Here’s why you should not buy a property in Myanmar.
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Myanmar is arguably the frontier market in Asia that you are most familiar with.
Up until recently, Myanmar’s rule was among the most repressive in the whole globe. When the country staged its first democratic elections in more than 20 years, that situation finally altered.
Since then, there have been significant social, political, and economic changes in Myanmar.
No less than astounding progress has been made. With average growth rates of 7% since 2012, Myanmar’s GDP growth is one of the highest in Asia.
Myanmar still has a lot of challenges. For example, they established a stock exchange, but it is the world’s smallest and serves no use.
Similarly, while investment regulations exist, the majority of them are neither applied or enforced in practice. However, given the country’s particular conditions, this is to be anticipated.
Myanmar has had a difficult past, falling from being one of Asia’s wealthiest nations in the early twentieth century to becoming the region’s poorest.
Myanmar has achieved significant progress in a short period of time since it began to open up. They’ve certainly gone a long way.
Nevertheless, you shouldn’t be in a haste to buy a property in Myanmar at this time. Here are three reasons why you should not buy a property in Myanmar.
3 Reasons Why You Should Not Buy A Property In Myanmar
1. Foreign investment in Myanmar is difficult
The main reason why you should not buy a property in Myanmar is that foreign investment in the country is far more difficult than it appears on paper.
But after observing innumerable advertisements in the nation’s capital, Yangon, you could conclude that it’s straightforward. Nike, Samsung, and a plethora of other companies frequently advertise their products.
Even the law concurs. According to regulations, a private corporation or foreign branch office can establish operations in Myanmar with a minimum investment of US$50,000 for a service-based enterprise. Manufacturing businesses need to invest at least $150,000 USD.
In reality, every single foreign investment must be individually approved by the government. It’s a really tedious procedure that typically entails bribery, stupidity, annoyance, and a lot of waiting.
The World Bank’s Ease of Doing Business Index placed Myanmar 171st out of 190 nations. By their criteria, Myanmar is the worst country in East (or Southeast) Asia for doing business.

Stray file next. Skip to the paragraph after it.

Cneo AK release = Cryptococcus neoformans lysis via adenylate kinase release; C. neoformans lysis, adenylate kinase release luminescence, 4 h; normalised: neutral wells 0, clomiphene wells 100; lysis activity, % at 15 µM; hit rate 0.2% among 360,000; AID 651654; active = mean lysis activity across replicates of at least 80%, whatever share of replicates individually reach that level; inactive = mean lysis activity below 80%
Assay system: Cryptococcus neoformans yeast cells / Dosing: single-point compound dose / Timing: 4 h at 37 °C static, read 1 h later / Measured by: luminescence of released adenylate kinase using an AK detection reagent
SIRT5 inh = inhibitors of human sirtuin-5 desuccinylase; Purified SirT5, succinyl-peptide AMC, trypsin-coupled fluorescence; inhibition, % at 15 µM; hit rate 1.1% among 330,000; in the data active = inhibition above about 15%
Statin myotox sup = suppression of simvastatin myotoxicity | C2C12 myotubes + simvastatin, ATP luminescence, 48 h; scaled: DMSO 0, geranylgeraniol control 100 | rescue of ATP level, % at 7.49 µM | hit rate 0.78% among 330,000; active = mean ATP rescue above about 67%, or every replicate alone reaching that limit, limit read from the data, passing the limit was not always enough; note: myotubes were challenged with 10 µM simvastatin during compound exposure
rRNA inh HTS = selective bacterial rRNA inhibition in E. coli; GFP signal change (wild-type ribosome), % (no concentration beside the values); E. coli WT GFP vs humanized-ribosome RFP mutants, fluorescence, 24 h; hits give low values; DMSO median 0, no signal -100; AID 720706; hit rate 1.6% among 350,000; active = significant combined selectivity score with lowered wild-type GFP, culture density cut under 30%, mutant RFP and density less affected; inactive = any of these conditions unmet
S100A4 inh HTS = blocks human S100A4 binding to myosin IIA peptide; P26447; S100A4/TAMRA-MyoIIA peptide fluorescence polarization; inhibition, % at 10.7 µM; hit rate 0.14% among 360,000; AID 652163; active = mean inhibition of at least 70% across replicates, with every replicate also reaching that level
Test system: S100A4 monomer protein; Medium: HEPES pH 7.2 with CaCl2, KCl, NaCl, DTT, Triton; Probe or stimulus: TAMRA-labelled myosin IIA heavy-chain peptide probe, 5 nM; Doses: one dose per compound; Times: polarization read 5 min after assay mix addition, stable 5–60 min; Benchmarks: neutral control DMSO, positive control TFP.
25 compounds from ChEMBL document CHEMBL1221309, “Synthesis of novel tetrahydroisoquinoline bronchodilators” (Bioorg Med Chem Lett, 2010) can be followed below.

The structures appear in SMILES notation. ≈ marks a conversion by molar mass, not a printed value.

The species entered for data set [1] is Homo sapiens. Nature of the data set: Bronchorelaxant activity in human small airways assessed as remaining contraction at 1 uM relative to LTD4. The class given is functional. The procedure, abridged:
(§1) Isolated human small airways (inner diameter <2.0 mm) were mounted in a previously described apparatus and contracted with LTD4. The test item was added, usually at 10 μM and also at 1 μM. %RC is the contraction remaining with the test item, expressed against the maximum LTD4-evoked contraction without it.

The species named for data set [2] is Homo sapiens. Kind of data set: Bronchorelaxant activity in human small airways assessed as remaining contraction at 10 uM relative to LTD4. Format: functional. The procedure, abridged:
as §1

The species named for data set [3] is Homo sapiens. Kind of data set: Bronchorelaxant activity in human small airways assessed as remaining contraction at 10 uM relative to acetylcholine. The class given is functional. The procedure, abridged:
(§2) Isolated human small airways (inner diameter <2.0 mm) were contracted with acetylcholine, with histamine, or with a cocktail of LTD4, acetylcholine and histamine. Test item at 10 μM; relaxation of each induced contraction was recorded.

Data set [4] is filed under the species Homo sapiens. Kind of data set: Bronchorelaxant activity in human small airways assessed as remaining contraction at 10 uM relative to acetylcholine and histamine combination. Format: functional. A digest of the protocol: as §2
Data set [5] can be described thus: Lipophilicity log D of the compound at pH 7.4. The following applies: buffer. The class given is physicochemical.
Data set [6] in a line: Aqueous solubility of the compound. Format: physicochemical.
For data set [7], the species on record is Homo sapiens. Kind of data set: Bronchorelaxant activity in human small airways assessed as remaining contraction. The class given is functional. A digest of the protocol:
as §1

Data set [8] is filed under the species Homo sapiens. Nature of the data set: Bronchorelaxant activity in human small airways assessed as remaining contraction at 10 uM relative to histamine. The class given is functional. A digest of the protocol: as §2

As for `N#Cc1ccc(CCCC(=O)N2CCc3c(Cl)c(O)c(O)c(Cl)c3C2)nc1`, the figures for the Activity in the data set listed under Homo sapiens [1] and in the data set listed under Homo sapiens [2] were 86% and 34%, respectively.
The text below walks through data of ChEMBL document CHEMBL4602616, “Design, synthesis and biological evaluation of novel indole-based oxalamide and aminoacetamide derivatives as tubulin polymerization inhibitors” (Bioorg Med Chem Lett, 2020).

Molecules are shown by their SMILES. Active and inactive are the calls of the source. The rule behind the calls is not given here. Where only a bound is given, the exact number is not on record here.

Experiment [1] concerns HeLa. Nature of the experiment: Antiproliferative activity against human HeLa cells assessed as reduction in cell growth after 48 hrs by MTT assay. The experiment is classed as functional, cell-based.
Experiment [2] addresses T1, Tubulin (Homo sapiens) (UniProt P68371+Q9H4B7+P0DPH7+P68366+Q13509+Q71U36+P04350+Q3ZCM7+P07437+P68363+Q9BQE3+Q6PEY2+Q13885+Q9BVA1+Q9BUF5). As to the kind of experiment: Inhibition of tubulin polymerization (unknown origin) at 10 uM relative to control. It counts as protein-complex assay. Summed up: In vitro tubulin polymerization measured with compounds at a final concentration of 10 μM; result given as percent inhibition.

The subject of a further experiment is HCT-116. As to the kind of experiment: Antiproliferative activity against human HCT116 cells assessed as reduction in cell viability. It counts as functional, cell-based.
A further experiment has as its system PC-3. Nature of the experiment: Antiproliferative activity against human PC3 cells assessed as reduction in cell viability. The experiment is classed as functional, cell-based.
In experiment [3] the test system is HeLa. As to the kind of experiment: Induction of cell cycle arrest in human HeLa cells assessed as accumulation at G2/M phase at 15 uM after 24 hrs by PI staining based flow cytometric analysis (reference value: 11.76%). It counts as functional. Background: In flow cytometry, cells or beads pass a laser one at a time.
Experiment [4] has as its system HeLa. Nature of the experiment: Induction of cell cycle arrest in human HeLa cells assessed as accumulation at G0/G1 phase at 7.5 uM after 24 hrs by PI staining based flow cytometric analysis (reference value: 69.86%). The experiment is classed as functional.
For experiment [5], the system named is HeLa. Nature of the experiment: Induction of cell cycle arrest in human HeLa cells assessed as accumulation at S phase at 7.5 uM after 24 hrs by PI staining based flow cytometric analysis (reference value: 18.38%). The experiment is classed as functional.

2. Only 40% of a condominium unit can be foreign-owned
The two most popular types of assets purchased while investing abroad are stocks and real estate. But as of yet, neither of these is genuinely for sale in Myanmar.
Myanmar’s stock exchange is essentially worthless, with only four listed businesses and essentially little trade volume. Unfortunately, the local real estate market isn’t much better.
Myanmar just recently passed legislation governing foreign ownership of property. It states that up to 40% of the floor space in a single condominium can be held by foreigners and is essentially based on Thai legislation.
What then is the issue? Although not many condominiums are really registered under the foreign investment rule, this regulation just went into force in early 2016.
Myanmar is a very bureaucratic nation. Before purchasing a condo in Myanmar becomes truly practical, it will probably be a few more years.
3. There are better options
The last reason why you should not buy a property in Myanmar is that you can invest your money elsewhere. Even if you would profit from an investment, why bother when there are better alternatives? Why take on a higher risk for a smaller return?
This is especially true when it comes to investing in Myanmar.
You may certainly invest a lot of time, money, and effort in Myanmar if you want to start a business or open a brokerage account. You could even succeed and even turn a tidy profit while doing it.
With locations like Cambodia, the Philippines, and Mongolia available, why would you still choose Myanmar?
Similar to Myanmar, all three of those frontier markets are expanding quickly. Each one of them prides itself on having transparent regulations governing foreign property ownership and a low level of bureaucracy.
I don’t want to minimize Myanmar’s efforts, but they have recently achieved significant gains. In ten years, it may, for all we know, be the finest place to invest in Asia.
In any case, Myanmar is not now a good place to invest. Instead, take into account investing in property in some of Asia’s greatest nations for investors.
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Adam is an internationally recognised author on financial matters, with over 694.5 million answer views on Quora.com, a widely sold book on Amazon, and a contributor on Forbes.